Board Members: Ask This One Question Every Year
“Change comes gradually” is an assumption.
Posted Aug 01, 2019
Thomas M. Siebel was the founder of Siebel Systems, a pioneer in the Customer Relationship Management (CRM) and is CEO of C3.ai, a provider of enterprise artificial intelligence software. He was named by Business Week as one of the top 25 managers in global business and is a three-time recipient of EY Entrepreneur of the Year.
Let's assume this person knows what he is talking about!
Here is our takeaway from Mr. Siebel’s new book, Digital Transformation: Survive and Thrive in An Era of Mass Extinction:
Once a year, the Board of Director agenda should include this question: Is our industry facing evolutionary change or are we going through a period of “punctuated equilibrium?”
This question sounds like something a philosophy professor might ask in an undergraduate seminar. The question is anything but academic.
How the Board responds to this question can then be a North Star for creating corporate strategy, corporate culture, hiring, and compensation.
Evolutionary Change vs. Punctuated Equilibrium:
When Charles Darwin wrote On the Origin of Species (1859), he proposed evolution as a process of continuous change—a slow and unceasing survival of the fittest over vast periods of time.
In business we constantly see evolution. Each year new and improved car models appear. Each year our computer operating systems are upgraded. Apple comes out with a new and better mobile device every two years, etc. The laptop you are using may be “modern” but its evolution can easily be traced to the Xerox Alto Personal Computer of 1973.
Evolutionary change implies that there is time to spot industry trends and slowly adapt at your own pace.
Thomas Siebel issues business leaders this warning: evolutionary change is the exception and not the rule.
Fossil records show discontinuity as the rule.
As opposed to Darwin’s evolution concept, Punctuated Equilibrium suggests long periods of slow evolution punctuated by dramatic transformation.
Species may stay in equilibrium for thousands of generations. And then there is a rapid explosion of new species. This period of disequilibrium is followed by a long period of relative stability.
Punctuated Equilibrium in Business:
Siebel’s thesis is that we are amid an evolutionary punctuation.
Since 2000, 52% of the Fortune 500 companies have either been acquired, merged, or have declared bankruptcy. It is estimated that 40% of the companies in existence today will shutter their operations in the next ten years.
Mass corporate extinction doesn’t happen without a reason.
The author states the reason is the confluence of four technologies: cloud computing, big data, the internet of things, and artificial intelligence.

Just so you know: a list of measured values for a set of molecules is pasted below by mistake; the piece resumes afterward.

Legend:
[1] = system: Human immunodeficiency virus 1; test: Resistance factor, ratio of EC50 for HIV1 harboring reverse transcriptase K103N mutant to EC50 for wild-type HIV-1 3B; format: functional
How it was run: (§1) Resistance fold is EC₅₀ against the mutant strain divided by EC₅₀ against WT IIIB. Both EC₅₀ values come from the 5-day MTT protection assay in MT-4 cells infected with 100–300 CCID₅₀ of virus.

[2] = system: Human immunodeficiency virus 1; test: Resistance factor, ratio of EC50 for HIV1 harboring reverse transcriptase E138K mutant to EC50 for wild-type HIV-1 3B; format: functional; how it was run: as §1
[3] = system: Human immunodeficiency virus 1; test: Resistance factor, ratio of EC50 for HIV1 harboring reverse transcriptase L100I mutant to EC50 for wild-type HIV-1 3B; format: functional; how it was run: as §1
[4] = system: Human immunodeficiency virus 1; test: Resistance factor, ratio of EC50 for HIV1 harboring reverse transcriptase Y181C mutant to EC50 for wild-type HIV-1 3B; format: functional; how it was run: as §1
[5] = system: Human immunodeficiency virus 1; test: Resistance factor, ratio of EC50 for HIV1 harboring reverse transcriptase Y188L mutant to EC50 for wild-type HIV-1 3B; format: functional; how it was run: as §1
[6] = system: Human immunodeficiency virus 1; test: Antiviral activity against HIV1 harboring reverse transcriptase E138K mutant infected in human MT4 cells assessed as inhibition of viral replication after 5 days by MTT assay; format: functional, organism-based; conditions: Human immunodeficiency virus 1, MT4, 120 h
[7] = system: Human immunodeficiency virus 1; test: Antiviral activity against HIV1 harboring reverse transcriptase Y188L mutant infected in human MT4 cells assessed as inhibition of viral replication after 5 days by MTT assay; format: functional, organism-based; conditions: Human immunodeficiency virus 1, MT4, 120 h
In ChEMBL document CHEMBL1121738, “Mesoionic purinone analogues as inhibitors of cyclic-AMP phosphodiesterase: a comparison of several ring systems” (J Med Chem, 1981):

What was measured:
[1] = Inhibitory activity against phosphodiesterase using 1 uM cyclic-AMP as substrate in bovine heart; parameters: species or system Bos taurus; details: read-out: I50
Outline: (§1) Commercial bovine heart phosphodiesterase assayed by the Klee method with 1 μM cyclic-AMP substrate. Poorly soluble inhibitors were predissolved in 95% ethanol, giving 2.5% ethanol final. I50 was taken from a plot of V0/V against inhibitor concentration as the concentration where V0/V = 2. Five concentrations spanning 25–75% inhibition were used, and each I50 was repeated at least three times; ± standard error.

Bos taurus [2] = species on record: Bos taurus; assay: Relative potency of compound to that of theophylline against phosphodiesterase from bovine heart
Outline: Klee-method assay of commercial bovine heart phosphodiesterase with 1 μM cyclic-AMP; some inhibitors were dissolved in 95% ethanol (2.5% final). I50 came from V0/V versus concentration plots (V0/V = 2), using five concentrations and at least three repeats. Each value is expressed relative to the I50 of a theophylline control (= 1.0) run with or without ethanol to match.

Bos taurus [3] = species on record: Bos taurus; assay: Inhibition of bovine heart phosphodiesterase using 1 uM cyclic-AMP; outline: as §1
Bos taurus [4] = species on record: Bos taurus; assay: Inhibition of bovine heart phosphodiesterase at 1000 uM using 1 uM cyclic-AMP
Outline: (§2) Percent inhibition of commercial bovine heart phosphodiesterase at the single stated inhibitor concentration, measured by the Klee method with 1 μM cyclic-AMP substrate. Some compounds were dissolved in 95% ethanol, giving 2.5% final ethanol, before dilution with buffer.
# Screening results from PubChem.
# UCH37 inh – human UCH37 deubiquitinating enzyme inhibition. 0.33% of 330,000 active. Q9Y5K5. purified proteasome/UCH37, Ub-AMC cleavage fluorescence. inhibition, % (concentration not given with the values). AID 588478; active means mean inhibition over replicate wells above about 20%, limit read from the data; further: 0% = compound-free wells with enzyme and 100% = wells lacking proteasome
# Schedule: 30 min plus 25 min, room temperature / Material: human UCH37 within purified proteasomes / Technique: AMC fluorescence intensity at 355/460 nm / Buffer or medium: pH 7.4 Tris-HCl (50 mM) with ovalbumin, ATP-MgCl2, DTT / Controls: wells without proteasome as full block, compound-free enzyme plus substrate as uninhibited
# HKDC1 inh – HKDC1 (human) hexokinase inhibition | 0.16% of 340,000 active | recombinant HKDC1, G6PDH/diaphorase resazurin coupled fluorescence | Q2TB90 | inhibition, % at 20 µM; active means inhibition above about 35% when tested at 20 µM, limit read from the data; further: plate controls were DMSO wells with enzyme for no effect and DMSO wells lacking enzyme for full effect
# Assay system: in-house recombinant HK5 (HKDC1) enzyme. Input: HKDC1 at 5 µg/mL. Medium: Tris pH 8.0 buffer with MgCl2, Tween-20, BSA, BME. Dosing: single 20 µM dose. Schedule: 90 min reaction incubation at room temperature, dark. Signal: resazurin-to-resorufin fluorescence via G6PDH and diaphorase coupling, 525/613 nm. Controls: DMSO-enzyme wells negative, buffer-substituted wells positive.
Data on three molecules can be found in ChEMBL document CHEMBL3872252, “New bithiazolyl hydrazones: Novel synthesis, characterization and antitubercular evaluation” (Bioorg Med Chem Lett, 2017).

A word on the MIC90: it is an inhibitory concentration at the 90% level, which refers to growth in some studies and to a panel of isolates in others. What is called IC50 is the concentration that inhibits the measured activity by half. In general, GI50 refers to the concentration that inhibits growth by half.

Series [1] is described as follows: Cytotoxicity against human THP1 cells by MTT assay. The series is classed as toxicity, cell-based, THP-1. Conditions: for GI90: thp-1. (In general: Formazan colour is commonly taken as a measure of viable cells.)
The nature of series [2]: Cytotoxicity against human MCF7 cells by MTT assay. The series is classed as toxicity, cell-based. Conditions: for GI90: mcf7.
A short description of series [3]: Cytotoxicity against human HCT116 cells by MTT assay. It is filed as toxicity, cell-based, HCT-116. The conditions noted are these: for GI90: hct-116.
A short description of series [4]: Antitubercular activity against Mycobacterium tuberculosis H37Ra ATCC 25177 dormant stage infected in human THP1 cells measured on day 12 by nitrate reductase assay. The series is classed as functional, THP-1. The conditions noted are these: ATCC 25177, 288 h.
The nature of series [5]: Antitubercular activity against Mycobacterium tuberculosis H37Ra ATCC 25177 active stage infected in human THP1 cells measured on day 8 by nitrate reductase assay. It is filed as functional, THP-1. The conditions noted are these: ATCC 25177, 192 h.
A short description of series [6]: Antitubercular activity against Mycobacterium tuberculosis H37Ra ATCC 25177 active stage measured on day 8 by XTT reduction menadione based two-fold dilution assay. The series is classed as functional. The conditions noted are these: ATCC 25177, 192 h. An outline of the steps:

Each technology is important. The interaction of these four technologies, however, means massive industry disruption.
In the 1970s, Bob Metcalfe invented Ethernet. This was a technological breakthrough that allowed previously discrete computers to move into interactive networks. Metcalfe understood that the power of the network itself would be greater than the sum of all its components. To dramatize this idea, he formulated Metcalfe’s Law: the power of the network is a function of the square of the number of devices connected to that network.
When one person was on Facebook, the service at little value. As the network of Facebook users expanded to 2.38 billion in July 2019, the commercial importance of the total Facebook user network has become greater than any one Facebook user or even the totality of Facebook users at the individual level.
Imagine Metcalfe’s Law as it applies to the Internet of Things.
According to Siebel, do not think of a sensor as only a sensor. It is a small computer or will soon become a small computer.
We will have 50 billion small computers connected to a network. Fifty billion squared is equivalent to the number of stars in our universe. Siebel states:
The Internet of Things may be the single most important defining feature of the 21st century economy.
A powerful global network becomes a new computing platform. And much of the computing will take place within the sensors at the periphery of the network rather than at the core of the network. For example:
A sensor will alert a grocery store employee that a particular lettuce has a shelf life of four days.
Metcalfe’s Law Meets Moore’s Law:
In 1965, Gordon E. Moore—the co-founder of Intel (NASDAQ: INTC)—postulated in a magazine article that the number of transistors that can be packed into a given unit of space will double about every two years.